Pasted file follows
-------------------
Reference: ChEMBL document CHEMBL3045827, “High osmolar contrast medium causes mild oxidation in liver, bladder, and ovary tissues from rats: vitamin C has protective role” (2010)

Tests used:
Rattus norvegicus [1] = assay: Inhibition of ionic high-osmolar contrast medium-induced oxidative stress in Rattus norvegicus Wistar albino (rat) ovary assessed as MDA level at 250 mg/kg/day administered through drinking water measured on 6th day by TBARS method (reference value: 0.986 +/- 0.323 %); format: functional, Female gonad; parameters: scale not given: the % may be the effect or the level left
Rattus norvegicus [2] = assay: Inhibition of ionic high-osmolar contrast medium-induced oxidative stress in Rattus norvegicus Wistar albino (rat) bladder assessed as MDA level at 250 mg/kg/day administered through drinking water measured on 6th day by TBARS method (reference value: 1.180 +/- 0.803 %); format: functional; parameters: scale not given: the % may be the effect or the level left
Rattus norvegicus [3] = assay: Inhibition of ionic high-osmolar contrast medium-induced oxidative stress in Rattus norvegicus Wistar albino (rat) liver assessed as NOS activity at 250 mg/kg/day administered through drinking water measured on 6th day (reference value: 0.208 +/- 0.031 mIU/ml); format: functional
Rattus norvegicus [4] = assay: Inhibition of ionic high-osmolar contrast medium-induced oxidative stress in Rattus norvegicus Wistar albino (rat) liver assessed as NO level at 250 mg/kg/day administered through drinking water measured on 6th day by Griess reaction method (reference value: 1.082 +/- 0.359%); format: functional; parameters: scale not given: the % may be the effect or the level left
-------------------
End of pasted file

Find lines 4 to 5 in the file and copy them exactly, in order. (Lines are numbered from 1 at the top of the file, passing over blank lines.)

Rattus norvegicus [2] = assay: Inhibition of ionic high-osmolar contrast medium-induced oxidative stress in Rattus norvegicus Wistar albino (rat) bladder assessed as MDA level at 250 mg/kg/day administered through drinking water measured on 6th day by TBARS method (reference value: 1.180 +/- 0.803 %); format: functional; parameters: scale not given: the % may be the effect or the level left
Rattus norvegicus [3] = assay: Inhibition of ionic high-osmolar contrast medium-induced oxidative stress in Rattus norvegicus Wistar albino (rat) liver assessed as NOS activity at 250 mg/kg/day administered through drinking water measured on 6th day (reference value: 0.208 +/- 0.031 mIU/ml); format: functional